Spotlight on Young Researchers: Paulo Carvalho

 

Having started his professional career 16 years ago, Paulo Carvalho did not plan any major career changes. Then an opportunity came up that would change work life as he knew it and a few years later, the French/Portuguese national is completing his PhD at the Luxembourg Institute of Science and Technology (LIST).

“The fact that I am a researcher was not planned in the beginning of my professional career. I am not the typical young student continuing his studies”, Paulo says, adding:

“When I finished my university degree in 2001, I never thought I would be a student again. I started my professional career 16 years ago in Portugal. 12 years ago I moved to Luxembourg where I worked two years in the private sector for the European Court of Justice. Then, an opportunity arose to join the Centre de Recherche Public Gabriel Lippmann (now LIST) for a CDD which eventually turned into a CDI. It was risky. Things went well… and here I am.”

Upon first joining the Centre de Recherche Public Gabriel Lippmann in 2007 on a temporary (CDD) position, Paulo was involved in several projects, with CNPF (Caisse Nationale des Prestations Familiales) as main collaborators. His temporary contract was changed to a permanent contract and a few years later in 2014, Paulo decided to start a PhD.

Paulo is now a member of the eScience unit (IT unit) in the Environmental Research and Environment (ERIN) Department at LIST. For the past 3 years, he’s been working on his PhD thesis, which is related to the fields of Open Data and Information Visualisation – Paulo elaborates:

“This choice came from the emerging trend of the Open Data field and from the potential existing, socially and economically, by exploiting the data available. It consists mainly in showing and finding the best visual solutions in order to understand, assess and promote the reuse of Open Data.”

“My regular tasks are balanced between writing scientific articles related to my projects, including my PhD thesis and software development related to the projects I am involved in. After that, I go home and have a normal ‘dad life’”, Paulo says when asked what a typical day is like for him.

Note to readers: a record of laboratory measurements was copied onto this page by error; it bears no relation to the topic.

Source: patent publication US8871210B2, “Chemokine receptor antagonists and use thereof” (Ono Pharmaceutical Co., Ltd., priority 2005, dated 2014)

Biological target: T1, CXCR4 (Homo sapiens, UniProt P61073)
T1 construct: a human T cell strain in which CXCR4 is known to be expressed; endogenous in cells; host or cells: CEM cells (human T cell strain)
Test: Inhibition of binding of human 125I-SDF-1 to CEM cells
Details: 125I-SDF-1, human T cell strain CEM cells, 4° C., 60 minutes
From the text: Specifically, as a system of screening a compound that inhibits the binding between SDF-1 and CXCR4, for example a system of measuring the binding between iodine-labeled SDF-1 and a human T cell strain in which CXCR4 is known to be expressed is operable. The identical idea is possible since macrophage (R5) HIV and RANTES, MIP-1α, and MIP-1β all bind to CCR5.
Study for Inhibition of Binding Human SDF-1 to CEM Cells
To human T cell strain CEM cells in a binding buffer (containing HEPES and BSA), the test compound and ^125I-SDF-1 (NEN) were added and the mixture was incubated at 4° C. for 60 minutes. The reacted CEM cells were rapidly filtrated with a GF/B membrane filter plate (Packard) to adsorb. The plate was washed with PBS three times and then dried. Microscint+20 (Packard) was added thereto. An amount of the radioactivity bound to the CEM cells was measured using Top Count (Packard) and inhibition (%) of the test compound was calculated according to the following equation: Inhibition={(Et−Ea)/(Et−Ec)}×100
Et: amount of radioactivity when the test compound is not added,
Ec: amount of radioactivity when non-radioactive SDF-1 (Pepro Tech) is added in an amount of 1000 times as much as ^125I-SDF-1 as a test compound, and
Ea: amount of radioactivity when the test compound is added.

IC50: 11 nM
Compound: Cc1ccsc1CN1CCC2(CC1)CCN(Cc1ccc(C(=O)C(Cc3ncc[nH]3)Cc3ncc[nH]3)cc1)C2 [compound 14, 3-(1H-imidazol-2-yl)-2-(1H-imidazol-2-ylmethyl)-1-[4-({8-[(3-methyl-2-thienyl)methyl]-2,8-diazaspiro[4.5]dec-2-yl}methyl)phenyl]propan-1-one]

Both now and during the core of his PhD, Paulo was always involved in more than one project. Now that the bulk of the PhD project is completed, Paulo is working on two different projects in two different areas, one being in the field of water quality and the other in the field of historical storytelling.

“I did my PhD work on 50% of my working time because I had other projects where I was involved. This is somehow unusual, I think”. Paulo hopes to defend his PhD thesis before the summer of 2017 and already has plans for where he wants to go next. Besides a desire to create a patent, Paulo also has ideas on the future of Open Data in Luxembourg:

“My thesis can contribute to the Open Data reuse which has high potential, both in social and economic terms. Unfortunately, the Open Data field in Luxembourg is quite behind other main countries in terms of evolution. But in my opinion, if we give the tools to exploit conveniently Open Data, then this field could be boosted here in Luxembourg.”

You can find Paulo on LinkedIn

Published 20 April 2017

About Spotlight on Young Researchers

Spotlight on Young Researchers is an FNR initiative to highlight early career researchers across the world who have a connection to Luxembourg. This article is the 7th in a series of around 20 articles, which will be published on a weekly basis. You can see more articles below as and when they are published.

Spotlight on Young Researchers: Zhe Liu

Zhe Liu’s passion for research grew from a desire to find out how things work and why. Considering himself as a ‘Luxembourg-made Chinese researcher’, Zhe came to Luxembourg in 2011 for his AFR PhD, a project for which he later won an FNR Award for ‘Outstanding PhD Thesis’ in 2016.